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Will This be our Final Independence Day?


Around the nation today, people celebrate what may be our final Independence Day ever. Our liberty, which we have taken for granted most of our lives, hangs by a thread, possibly to disappear forever. Individual human rights, the basis of our nation's founding, are threatened by an ideology that will crush anyone in its way. What is the basis of Independence day, and what threatens our liberty?


On July 4, 1776 the Second Continental Congress met in Philadelphia Pennsylvania to ratify the text of the Declaration of Independence. This document served to notify the world that the thirteen United States of America would no longer be a part of the British Empire. In it, Congress expressed that when a government destroys the rights of the people, the people can alter, abolish, or form a new government. Since then, the Declaration of Independence has served as the foundation for political philosophy and the relationship between the people and the government. The Declaration of Independence famously states: "We hold these truths to be self-evident, that all men are created equal, that they are endowed by their Creator with certain unalienable Rights, that among these are Life, Liberty and the pursuit of Happiness."


The Declaration of Independence, drafted primarily by 33 year old Thomas Jefferson, reflected many of the ideas of the Enlightenment, which were prevalent at the time. Enlightenment philosophers pushed forward the ideas of equality and human rights.

Jefferson drew heavily on the ideas of John Locke, who had written the Second Treatise of Government in 1689. Locke proposed that to understand the relationship between the people and the government, one had to understand the State of Nature. According to Locke, God created all men as equals, and in the State of Nature, no person has authority over any other. This is not to say that the State of Nature was a State of Chaos. Instead, Locke explained that in the State of Nature, people were bound by reason, rather than the arbitrary laws created by people. "The state of nature has a law of nature to govern it, which obliges every one: and reason, which is that law, teaches all mankind, who will but consult it, that being all equal and independent, no one ought to harm another in his life, health, liberty, or possessions."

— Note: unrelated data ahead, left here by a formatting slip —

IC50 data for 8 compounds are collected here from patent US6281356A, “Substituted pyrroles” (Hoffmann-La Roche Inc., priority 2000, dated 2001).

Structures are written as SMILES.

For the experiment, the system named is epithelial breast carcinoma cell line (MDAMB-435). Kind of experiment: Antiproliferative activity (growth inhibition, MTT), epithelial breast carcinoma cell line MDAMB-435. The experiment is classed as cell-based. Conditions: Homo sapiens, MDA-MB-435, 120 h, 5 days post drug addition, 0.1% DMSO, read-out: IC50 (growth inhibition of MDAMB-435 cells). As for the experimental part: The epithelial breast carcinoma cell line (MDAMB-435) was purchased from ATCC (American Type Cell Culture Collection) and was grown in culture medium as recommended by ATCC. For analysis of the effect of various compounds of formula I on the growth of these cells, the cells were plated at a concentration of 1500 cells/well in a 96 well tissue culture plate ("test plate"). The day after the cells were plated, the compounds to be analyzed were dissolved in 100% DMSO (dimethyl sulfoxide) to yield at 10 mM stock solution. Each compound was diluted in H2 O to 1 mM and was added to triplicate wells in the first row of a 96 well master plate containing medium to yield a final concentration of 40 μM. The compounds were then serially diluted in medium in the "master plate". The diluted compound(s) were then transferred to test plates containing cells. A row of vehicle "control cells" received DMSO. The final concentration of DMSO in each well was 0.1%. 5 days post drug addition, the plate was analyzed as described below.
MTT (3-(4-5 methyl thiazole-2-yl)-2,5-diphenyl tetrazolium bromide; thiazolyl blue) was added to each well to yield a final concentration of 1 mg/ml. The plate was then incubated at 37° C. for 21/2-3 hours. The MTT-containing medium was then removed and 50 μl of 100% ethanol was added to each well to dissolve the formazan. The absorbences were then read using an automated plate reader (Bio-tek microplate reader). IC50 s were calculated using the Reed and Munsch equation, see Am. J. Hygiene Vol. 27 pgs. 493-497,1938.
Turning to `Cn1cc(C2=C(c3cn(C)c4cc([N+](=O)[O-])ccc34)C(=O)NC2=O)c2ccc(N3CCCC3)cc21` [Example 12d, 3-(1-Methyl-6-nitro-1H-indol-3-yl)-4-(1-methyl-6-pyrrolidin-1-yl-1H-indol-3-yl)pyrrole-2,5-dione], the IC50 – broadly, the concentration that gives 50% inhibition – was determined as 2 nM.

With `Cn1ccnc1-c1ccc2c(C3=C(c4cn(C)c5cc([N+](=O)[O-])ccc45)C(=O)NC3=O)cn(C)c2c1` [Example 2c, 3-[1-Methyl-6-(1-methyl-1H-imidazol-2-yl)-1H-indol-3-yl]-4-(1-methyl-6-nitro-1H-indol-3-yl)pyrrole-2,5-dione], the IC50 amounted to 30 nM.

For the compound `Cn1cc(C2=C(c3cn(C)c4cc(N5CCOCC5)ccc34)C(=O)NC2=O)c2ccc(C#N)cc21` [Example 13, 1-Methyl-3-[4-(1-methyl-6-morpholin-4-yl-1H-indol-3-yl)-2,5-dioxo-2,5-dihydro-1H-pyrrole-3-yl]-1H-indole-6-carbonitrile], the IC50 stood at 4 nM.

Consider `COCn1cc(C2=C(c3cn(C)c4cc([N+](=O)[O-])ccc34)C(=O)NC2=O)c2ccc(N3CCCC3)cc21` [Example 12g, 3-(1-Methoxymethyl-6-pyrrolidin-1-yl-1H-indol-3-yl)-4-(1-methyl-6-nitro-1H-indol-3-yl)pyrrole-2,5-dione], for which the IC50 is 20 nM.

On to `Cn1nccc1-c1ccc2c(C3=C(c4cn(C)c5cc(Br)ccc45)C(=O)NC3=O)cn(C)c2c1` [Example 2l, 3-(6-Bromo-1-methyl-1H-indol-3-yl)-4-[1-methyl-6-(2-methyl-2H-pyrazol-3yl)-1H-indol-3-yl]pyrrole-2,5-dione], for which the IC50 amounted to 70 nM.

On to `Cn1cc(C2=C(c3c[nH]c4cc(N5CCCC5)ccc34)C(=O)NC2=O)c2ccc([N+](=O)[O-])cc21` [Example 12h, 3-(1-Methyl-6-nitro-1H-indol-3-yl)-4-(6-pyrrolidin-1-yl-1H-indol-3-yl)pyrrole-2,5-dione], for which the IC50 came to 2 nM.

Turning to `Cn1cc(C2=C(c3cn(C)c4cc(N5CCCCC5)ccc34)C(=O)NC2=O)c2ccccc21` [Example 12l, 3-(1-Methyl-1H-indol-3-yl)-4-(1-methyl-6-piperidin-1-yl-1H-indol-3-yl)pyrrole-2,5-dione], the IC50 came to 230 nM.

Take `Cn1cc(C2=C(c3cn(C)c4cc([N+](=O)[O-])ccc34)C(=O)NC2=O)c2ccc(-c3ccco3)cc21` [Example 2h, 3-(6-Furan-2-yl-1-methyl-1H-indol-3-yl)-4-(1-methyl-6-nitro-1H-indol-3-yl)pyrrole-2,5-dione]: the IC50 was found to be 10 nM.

To better understand human rights, let's go back to Locke's State of Nature. An easy way to understand human rights is to imagine that you are the only human on Earth. What would you have? To begin with, you would have your own life. Every cell in your body would work together to sustain your life and your health. You would have the right to protect your life from anything that would threaten it. You would have your mind, and the ability to think any thought that would enter it. No one could influence your thoughts, or prevent you from thinking anything stupid, obscene, irreverent, inappropriate, or life-changing. You would have the liberty to pursue any activity you could choose. You would wake up every morning, and make your own choices to build a shelter, procure food, pursue amusement, or any other option you could think of. Your choice of one activity would by necessity prevent you from pursuing another choice available to you, but each of your choices, and their results, would be your own. You would have the rewards or the consequences of your actions.


In the State of Nature, you likely would not even think of these things as rights. They would be as mundane as the sun rising every morning. Only when other people come into the picture do human rights become noteworthy. Only when humans interact with each other do human rights come under threat. Only in a society will people will seek to infringe on the rights of others by restricting what they can say, think, or do. Only in a society will people plunder the achievements of others. Human rights are exceptionally unremarkable, but infringement of human rights remarkably shaped human history.